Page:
2019 Study Summary 41: Be Not Soon Shaken in Mind, or Be Troubled
1 and 2 Thessalonians
“Be Not Soon Shaken in Mind, or Be Troubled”
The gospel comes both in word and in power.
True ministers preach in a godly manner—Converts are the glory and joy of missionaries.
The Saints are told to perfect that which is lacking in their faith.
The Saints are told to be holy, sanctify themselves, and love one another—The Lord will come, and the dead will rise.
The Saints will know the season of the Second Coming of Christ—Live the way Saints should live—Rejoice evermore—Do not despise prophesyings.
At His Second Coming, the Lord Jesus will take vengeance upon the ungodly.
Apostasy is to precede the Second Coming—The gospel prepares men for eternal glory.
Pray for the triumph of the gospel cause—Paul preaches the gospel of work—Be not weary in well-doing.
What replaced temple worship?
A look at Jewish life at the time of the early Saints helps to understand the setting of these chapters. The temple of Jerusalem and the priestly government in Jerusalem were no longer the focal point of worship. Synagogues were becoming more autonomous centers of local leadership and community discussion, as well as worship centers. The common term “synagogue” comes from the Greek language. It means “meeting house,” Bet Knesset, in Hebrew. Meeting houses existed before the second temple was destroyed, although there were few of them that have been uncovered archaeologically substantiated. Several synagogues were mentioned in Jesus’ ministry. “And when he was departed thence, he went into their synagogue:” (Matthew 12:9) “And when he was come into his own country, he taught them in their synagogue, insomuch that they were astonished, and said, Whence hath this man this wisdom, and these mighty works?” (Matthew 13:54) “And they went into Capernaum; and straightway on the Sabbath day he entered into the synagogue, and taught.” (Mark 1:21) “And he came to Nazareth, where he had been brought up: and, as his custom was, he went into the synagogue on the Sabbath day, and stood up for to read.” (Luke 4:16) “Nevertheless among the chief rulers also many believed on him; but because of the Pharisees they did not confess him, lest they should be put out of the synagogue:” (John 12:42)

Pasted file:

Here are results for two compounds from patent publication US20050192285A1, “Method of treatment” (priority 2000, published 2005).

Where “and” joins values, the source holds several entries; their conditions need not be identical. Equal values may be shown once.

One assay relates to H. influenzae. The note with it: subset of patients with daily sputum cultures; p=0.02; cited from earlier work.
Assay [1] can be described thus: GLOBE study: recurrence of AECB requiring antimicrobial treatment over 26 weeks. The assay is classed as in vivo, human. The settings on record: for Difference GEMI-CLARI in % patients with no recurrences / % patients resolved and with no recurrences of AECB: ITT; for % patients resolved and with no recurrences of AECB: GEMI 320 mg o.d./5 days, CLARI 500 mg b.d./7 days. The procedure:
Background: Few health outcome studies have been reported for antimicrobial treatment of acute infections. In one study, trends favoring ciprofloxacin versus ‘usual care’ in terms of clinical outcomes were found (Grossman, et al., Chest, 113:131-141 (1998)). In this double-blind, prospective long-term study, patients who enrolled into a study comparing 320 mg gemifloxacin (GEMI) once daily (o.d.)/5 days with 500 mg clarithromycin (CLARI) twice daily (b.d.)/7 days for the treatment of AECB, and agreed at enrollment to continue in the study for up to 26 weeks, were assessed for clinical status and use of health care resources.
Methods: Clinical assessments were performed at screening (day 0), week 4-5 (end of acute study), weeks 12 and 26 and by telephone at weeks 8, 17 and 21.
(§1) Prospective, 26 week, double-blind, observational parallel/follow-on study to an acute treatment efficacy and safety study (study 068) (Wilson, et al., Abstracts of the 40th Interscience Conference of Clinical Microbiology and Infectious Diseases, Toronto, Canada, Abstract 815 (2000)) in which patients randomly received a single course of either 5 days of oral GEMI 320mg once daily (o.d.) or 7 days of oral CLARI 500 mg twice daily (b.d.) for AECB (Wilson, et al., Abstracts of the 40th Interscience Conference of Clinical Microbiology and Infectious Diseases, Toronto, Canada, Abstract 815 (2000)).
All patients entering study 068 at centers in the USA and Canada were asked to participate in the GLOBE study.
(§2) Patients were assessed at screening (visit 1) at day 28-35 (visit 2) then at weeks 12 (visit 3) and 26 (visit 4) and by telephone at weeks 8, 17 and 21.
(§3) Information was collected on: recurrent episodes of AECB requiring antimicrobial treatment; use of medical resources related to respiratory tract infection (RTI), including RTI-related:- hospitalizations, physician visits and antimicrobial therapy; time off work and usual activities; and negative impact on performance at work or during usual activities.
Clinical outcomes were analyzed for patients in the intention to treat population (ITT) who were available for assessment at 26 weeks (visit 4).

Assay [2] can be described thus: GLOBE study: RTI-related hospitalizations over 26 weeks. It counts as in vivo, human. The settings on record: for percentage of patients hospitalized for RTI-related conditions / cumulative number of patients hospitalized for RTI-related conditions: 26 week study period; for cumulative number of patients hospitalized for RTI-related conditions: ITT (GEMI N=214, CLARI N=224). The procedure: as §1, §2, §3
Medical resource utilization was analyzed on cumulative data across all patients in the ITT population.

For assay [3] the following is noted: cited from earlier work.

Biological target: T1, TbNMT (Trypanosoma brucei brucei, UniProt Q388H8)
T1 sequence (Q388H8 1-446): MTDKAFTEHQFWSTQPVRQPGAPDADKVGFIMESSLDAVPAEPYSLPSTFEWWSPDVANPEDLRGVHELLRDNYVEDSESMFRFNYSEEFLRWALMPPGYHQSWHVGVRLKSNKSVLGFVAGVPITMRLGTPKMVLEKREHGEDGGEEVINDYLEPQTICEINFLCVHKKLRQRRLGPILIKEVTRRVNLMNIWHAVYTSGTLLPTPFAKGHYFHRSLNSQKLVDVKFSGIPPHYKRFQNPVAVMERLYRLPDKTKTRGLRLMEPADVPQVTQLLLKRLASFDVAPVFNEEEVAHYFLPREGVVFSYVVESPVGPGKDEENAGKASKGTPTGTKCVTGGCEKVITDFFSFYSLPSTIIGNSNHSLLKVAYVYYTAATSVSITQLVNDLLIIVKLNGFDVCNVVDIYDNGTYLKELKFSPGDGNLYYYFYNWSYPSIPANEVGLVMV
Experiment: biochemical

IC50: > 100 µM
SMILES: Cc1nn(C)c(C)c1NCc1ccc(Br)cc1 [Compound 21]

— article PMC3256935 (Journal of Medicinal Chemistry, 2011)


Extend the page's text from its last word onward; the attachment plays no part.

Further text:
How did synagogues become copies or reminders of the Temple?